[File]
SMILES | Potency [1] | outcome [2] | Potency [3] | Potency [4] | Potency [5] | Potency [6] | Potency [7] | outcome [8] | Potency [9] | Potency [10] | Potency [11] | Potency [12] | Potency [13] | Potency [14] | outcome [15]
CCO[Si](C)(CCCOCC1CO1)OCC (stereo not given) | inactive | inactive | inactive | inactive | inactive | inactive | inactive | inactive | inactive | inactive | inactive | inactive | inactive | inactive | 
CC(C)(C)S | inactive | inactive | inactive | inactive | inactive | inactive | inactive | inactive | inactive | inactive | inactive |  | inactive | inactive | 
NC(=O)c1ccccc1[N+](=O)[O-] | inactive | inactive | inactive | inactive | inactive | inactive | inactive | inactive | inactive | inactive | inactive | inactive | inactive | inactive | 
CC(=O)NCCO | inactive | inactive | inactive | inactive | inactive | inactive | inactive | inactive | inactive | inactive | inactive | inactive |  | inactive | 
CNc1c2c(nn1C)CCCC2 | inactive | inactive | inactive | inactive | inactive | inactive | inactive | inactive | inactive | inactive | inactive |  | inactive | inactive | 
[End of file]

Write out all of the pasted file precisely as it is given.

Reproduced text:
SMILES | Potency [1] | outcome [2] | Potency [3] | Potency [4] | Potency [5] | Potency [6] | Potency [7] | outcome [8] | Potency [9] | Potency [10] | Potency [11] | Potency [12] | Potency [13] | Potency [14] | outcome [15]
CCO[Si](C)(CCCOCC1CO1)OCC (stereo not given) | inactive | inactive | inactive | inactive | inactive | inactive | inactive | inactive | inactive | inactive | inactive | inactive | inactive | inactive | 
CC(C)(C)S | inactive | inactive | inactive | inactive | inactive | inactive | inactive | inactive | inactive | inactive | inactive |  | inactive | inactive | 
NC(=O)c1ccccc1[N+](=O)[O-] | inactive | inactive | inactive | inactive | inactive | inactive | inactive | inactive | inactive | inactive | inactive | inactive | inactive | inactive | 
CC(=O)NCCO | inactive | inactive | inactive | inactive | inactive | inactive | inactive | inactive | inactive | inactive | inactive | inactive |  | inactive | 
CNc1c2c(nn1C)CCCC2 | inactive | inactive | inactive | inactive | inactive | inactive | inactive | inactive | inactive | inactive | inactive |  | inactive | inactive | 